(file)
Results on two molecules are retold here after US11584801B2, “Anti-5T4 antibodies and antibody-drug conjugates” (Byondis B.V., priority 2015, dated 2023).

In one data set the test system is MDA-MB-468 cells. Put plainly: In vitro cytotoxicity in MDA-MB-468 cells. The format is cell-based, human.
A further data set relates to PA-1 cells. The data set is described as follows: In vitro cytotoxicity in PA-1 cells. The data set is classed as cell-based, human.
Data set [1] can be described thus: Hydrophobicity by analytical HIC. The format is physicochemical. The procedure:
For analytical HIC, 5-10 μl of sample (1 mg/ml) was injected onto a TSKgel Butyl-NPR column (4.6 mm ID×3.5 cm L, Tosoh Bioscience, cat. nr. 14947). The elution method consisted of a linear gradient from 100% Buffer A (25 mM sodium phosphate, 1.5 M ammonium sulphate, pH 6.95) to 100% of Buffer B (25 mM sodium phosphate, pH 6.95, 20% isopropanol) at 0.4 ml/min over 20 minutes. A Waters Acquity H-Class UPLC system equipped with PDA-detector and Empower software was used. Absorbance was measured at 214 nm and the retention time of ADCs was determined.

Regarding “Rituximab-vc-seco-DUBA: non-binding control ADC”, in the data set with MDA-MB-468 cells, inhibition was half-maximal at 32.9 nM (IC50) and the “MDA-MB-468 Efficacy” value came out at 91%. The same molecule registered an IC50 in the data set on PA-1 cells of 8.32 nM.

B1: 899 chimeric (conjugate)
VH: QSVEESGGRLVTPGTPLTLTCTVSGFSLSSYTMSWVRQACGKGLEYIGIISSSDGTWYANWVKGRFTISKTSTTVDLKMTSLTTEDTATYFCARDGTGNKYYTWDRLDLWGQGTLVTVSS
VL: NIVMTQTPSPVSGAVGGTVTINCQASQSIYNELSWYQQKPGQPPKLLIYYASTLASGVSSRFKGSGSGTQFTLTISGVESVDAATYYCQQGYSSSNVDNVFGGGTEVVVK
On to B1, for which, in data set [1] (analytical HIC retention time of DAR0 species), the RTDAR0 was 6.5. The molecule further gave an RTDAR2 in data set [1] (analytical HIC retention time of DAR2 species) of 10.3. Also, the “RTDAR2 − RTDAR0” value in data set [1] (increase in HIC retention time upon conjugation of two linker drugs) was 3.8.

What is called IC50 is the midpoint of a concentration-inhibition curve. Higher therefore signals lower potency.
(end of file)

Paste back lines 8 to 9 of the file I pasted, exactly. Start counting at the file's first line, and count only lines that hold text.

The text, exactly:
VH: QSVEESGGRLVTPGTPLTLTCTVSGFSLSSYTMSWVRQACGKGLEYIGIISSSDGTWYANWVKGRFTISKTSTTVDLKMTSLTTEDTATYFCARDGTGNKYYTWDRLDLWGQGTLVTVSS
VL: NIVMTQTPSPVSGAVGGTVTINCQASQSIYNELSWYQQKPGQPPKLLIYYASTLASGVSSRFKGSGSGTQFTLTISGVESVDAATYYCQQGYSSSNVDNVFGGGTEVVVK